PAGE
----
A Wake-Up Call for Renters

I'm renting a home. Should I get renters insurance?

To answer that question, take a look at the contents in your home (from your computer to your clothes) and ask yourself: If there was a fire (or some other disaster) in your home and you lost everything, would you be able to comfortably replace it?

For most of us, the answer is no. "A lot of folks don't realize how much their suits and shirts and VCRs would cost to replace," says Tom Woods, assistant vice president of product management for USAA.

The good news: Renters-insurance policies typically aren't very costly. On average, a $20,000 policy with a $100 deductible costs about $150 a year, says Woods. That said, rates vary based on the state that you call home as well as the claims history of the rental unit, whether you have a burglar and fire alarm, the proximity of the fire department, the type of unit you're renting and your credit history.

So what does a renters-insurance policy get you? Probably more than you think. While your landlord's insurance covers the rental unit's physical structure, a renters-insurance policy will generally protect your belongings against 17 "perils," including fire, lightning, windstorm, as well as theft or vandalism. A great perk is that you're also generally covered for belongings that you take out of your home, so if, say, your iPod gets stolen while you're on vacation, you can still get reimbursed. You also get liability coverage, which protects you should someone get hurt in your home and sue you.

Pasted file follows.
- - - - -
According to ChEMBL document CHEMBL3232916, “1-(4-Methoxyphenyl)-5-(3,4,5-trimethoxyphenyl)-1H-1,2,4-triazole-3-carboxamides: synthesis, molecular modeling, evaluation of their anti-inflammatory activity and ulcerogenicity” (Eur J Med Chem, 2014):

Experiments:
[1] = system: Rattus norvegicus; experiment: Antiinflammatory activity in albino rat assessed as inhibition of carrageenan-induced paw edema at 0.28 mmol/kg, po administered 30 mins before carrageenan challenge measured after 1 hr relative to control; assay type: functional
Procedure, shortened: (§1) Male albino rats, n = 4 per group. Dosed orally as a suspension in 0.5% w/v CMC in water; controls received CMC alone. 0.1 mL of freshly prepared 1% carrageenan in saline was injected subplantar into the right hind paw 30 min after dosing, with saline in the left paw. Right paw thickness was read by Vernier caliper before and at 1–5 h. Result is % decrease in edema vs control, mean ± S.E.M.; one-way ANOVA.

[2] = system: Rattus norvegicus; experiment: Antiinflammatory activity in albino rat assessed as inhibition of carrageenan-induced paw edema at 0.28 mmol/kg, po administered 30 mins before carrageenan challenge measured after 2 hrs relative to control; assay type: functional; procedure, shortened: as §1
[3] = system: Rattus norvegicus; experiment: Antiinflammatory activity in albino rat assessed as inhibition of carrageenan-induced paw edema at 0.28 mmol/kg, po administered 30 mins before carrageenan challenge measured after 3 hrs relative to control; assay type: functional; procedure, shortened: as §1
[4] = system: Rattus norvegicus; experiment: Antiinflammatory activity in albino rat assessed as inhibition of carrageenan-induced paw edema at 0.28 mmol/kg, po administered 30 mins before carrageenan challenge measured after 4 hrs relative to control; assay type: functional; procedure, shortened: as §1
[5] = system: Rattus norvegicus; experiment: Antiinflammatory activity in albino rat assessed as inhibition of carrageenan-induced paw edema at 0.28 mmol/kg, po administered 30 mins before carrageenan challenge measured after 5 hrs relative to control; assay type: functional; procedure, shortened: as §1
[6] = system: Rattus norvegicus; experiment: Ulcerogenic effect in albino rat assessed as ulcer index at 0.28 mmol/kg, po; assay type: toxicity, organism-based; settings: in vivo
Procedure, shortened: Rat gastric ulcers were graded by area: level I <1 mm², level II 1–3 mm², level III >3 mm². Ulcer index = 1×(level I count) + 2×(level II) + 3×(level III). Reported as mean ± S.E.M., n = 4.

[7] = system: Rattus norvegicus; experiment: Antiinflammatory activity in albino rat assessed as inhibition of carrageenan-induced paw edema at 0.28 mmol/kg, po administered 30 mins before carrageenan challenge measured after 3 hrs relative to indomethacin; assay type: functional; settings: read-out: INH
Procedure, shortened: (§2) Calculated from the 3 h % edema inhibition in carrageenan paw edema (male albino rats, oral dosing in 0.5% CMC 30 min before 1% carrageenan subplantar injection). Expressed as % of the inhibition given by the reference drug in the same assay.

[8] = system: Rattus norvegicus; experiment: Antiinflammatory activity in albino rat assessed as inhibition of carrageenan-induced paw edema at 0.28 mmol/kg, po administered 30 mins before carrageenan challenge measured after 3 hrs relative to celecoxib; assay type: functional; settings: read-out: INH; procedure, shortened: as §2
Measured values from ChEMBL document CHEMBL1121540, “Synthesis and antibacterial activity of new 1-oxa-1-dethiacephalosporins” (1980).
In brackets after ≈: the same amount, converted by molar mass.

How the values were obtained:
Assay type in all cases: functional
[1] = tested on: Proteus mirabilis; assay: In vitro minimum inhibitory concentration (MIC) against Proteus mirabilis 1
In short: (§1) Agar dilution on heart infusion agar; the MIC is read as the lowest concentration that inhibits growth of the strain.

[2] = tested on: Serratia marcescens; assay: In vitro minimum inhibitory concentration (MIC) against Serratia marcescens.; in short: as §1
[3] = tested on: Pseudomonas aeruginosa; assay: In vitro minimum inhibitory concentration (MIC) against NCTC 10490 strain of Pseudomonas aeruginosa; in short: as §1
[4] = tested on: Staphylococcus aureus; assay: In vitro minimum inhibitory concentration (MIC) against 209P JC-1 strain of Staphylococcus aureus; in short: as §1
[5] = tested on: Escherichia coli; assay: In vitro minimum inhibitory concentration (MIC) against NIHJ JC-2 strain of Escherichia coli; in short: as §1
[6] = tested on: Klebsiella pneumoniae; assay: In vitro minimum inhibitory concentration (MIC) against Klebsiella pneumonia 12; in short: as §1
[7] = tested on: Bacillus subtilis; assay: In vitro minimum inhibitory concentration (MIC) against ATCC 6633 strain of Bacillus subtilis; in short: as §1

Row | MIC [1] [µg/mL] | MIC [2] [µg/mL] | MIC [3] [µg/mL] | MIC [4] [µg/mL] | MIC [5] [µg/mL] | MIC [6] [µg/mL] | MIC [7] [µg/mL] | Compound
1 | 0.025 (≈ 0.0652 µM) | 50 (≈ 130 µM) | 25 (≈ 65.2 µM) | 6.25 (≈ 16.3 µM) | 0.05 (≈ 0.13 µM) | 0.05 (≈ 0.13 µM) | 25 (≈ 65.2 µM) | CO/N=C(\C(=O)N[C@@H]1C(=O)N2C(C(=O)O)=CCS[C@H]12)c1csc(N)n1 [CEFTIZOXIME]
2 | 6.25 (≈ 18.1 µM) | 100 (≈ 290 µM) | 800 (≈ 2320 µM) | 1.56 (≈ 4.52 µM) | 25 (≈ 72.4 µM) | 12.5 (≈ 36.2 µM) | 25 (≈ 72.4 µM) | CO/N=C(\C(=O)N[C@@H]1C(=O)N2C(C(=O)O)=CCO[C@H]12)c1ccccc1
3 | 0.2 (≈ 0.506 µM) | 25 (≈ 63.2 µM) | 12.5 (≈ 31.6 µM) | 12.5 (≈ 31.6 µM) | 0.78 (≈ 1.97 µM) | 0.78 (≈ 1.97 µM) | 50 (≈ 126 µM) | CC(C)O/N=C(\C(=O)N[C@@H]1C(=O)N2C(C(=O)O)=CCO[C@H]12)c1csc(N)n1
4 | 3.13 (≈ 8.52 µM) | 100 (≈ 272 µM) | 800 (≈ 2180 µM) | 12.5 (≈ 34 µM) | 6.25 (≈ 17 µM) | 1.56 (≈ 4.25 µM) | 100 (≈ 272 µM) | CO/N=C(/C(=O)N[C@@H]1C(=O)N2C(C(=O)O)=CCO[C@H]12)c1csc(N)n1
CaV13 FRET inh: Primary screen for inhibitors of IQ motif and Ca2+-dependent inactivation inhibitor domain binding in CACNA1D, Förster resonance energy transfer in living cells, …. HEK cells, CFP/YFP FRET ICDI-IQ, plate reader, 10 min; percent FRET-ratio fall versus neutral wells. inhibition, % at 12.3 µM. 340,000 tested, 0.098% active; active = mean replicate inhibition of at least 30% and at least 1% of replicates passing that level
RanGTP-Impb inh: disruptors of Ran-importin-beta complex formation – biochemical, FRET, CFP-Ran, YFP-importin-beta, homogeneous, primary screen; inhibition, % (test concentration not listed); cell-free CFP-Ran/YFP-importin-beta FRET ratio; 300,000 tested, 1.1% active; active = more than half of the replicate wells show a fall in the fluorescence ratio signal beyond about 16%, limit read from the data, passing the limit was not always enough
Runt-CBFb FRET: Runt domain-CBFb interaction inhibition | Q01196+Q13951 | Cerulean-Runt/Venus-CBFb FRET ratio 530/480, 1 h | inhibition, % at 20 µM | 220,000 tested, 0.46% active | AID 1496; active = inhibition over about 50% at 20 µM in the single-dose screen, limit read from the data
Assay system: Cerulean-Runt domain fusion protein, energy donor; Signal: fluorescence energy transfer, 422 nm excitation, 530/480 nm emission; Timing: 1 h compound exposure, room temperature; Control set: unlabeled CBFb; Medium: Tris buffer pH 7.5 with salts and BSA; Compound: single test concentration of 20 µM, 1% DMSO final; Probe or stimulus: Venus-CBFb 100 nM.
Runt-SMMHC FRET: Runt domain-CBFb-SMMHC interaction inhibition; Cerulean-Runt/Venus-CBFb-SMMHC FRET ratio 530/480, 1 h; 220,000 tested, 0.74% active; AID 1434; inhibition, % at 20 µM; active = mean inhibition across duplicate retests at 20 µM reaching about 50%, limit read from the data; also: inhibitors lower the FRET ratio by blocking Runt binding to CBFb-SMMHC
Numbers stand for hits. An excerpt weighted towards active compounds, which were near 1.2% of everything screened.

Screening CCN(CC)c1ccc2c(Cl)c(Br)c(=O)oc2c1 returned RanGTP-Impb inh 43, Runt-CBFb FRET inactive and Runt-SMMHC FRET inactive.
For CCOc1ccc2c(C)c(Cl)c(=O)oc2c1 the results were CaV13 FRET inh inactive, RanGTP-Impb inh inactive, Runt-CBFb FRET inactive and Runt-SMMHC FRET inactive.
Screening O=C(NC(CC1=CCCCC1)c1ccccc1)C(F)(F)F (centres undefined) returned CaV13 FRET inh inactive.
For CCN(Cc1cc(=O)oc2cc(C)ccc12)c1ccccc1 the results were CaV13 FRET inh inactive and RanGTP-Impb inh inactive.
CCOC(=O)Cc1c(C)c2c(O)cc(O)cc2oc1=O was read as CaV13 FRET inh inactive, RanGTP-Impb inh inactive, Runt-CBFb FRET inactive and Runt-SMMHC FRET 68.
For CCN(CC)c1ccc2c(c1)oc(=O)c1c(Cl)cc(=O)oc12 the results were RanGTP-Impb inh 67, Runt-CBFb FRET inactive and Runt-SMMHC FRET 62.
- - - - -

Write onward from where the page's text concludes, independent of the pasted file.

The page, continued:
To find the best policy, be prepared to shop around a bit. "You could be paying twice as much with one company as with another," warns Robert Hunter, director of insurance at the Consumer Federation of America.

Rates can also vary based on the type of coverage you choose — whether it's an actual-cash-value (ACV) policy or replacement-cost coverage. Actual-cash-value policies will pay for what your property is worth at the time you lose it, subtracting depreciation from its original cost. (That means you could only get $150 for the sofa you bought three years ago for $900.) Replacement-cost coverage will reimburse you with the amount you need to buy the same product today. (So if that same couch was $600 in IKEA today, that's how much insurance would pay you.) Hunter's advice is to get replacement-cost coverage. It costs about 15% to 20% more, which is negligible given the skimpy price of renters insurance.

To determine just how much insurance you need, make a detailed inventory of what you own, and include photographs. And be sure to keep it up to date. "When a loss does occur, the responsibility of proving what was there falls on the consumer," says Woods. "Any kind of inventory would help."

Also, if you buy something expensive, be sure to call your insurer to make sure your policy has enough coverage. "Your policy should keep up with your lifestyle," says P.J. Crowley, a vice president at the Insurance Information Institute. If you own or buy expensive jewelry, art, antiques or weapons, for example, check if you'll need separate riders. Finally, inform your insurer if you move, especially if it's out of state.